Elodie Harrington, an undergraduate at Brown University, is so sick
she has essentially moved into the school's infirmary. Strangely
enough, it is not just one disease or illness affecting her: For
the past two years Elodie has been sick with a number of things,
from the mumps to encephalitis, from chicken pox to tuberculosis.
While her ailments and illnesses are incessant, most seem to
disappear without long-term effects. She does, however, suffer from
continuous, painful fibromyalgia. Elodie's life in the infirmary
gets really interesting when she meets a doctor determined to
understand her case, falls in love, and then starts seeing a
Elodie is the quirky protagonist of Andrea Seigel's second novel,
TO FEEL STUFF. In it we read a long Valentine letter from Elodie to
her boyfriend Chess and Chess's response, also in letter form. We
also read the article about Elodie written by Dr. Kirshling, who
studies her bizarre but fascinating case. These three documents and
three points of view are broken up and interspersed, yet the
narrative is chronological.
Just as Dr. Kirshling begins to get to know Elodie and her massive
medical file, a new patient moves into the infirmary. Chess Hunter
is a charismatic senior who has led a charmed life up until the
moment when an unidentified stranger attacks him during a campus a
cappella performance shattering both his knees. As the
wheelchair-bound Chess is rolled into the infirmary he immediately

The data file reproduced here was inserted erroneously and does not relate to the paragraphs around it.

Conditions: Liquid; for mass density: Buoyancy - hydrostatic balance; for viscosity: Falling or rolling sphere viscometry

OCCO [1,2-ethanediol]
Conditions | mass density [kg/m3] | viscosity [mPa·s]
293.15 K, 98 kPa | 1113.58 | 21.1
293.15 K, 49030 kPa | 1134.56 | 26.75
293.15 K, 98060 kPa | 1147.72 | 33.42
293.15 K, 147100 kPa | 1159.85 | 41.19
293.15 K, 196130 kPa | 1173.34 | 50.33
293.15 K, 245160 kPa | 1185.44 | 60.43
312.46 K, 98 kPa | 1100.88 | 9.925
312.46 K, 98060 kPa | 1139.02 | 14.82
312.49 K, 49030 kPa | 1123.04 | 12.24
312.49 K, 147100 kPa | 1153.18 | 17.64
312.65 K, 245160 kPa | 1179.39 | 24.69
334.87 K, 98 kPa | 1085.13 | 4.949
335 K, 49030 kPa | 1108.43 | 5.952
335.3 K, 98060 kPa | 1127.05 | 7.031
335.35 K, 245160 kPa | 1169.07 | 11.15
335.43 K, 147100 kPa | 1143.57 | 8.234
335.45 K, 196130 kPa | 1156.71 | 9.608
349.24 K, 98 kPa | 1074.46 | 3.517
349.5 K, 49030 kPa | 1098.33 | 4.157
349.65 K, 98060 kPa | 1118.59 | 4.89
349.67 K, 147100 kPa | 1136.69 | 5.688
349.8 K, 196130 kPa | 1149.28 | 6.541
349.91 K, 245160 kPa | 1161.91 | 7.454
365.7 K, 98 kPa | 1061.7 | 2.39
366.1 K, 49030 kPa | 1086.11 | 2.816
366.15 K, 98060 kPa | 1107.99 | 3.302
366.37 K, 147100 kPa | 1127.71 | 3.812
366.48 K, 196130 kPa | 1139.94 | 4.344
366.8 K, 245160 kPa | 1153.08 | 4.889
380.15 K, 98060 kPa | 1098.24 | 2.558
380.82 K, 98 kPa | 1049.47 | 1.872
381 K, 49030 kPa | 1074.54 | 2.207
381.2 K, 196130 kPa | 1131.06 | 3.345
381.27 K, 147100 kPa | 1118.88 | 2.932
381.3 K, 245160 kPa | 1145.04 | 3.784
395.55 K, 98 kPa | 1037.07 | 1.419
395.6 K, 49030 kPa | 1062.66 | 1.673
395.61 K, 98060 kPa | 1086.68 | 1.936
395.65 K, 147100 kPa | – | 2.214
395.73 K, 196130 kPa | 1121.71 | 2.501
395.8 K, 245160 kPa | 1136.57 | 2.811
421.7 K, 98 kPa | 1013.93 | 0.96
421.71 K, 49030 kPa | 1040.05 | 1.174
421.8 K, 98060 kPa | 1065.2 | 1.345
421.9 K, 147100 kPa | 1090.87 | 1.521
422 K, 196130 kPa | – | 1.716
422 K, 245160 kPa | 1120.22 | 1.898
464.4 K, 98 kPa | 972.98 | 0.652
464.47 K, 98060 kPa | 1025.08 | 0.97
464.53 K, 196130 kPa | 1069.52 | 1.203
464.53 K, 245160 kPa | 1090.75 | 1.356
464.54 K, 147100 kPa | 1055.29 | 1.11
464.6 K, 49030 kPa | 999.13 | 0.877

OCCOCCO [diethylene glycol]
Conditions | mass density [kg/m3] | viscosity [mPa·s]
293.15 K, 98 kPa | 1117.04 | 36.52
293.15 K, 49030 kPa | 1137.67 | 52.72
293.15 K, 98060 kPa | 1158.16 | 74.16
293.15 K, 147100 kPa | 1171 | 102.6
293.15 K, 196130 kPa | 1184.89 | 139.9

senses he is in Elodie's world, one that operates out of normal
time and is little concerned with life outside the building.
Elodie and Chess begin a passionate and emotional affair and are
nearly constantly together for three months. But as Chess begins to
heal, he looks to his future whereas Elodie seems trapped in a
cycle of neverending pain and sickness.
However, Dr. Kirschling has a theory that Elodie's symptoms and
afflictions are temporary and that she is reaching "psychic
puberty." He feels that Elodie's family history of psychic ability
as well as her recent ghostly visits prove his point and begins to
look to methods of paranormal inquiry for answers, eschewing the
traditional medical model.
Seigel's book is charming but disjointed. Her use of multiple
viewpoints is not quite successful as the format (letters and
journal article) does not read realistically. Elodie is such an
interesting character, but we are left knowing very little about
her outside of this moment in time. She has a tense relationship
with her parents and has all but abandoned her school work, but
these ideas are merely presented and not really explored. Chess is
even more mysterious. Why would he fall for a girl like Elodie,
except to pass the time in the infirmary? She is a compelling
figure, but her match with Chess seems contrived. Still, there is
something fascinating about Elodie; her confidence and her
intelligence, not to mention her bizarre health, draw the two men
and readers in as well.
TO FEEL STUFF is an interesting book by a writer with a fresh and
unique perspective. The idea of this very sick and isolated young
woman, who starts having late night conversations with a ghost (or
is he a ghost?), is great. Seigel has blended the medical mystery
and love story genres with the supernatural; her voice is witty and
hip. Even though TO FEEL STUFF doesn't always work to convince the
reader, it is nervy and fun. Seigel (only 26 years old) is a young
author to keep an eye on.
Reviewed by Sarah Rachel Egelman on January 23, 2011
To Feel Stuff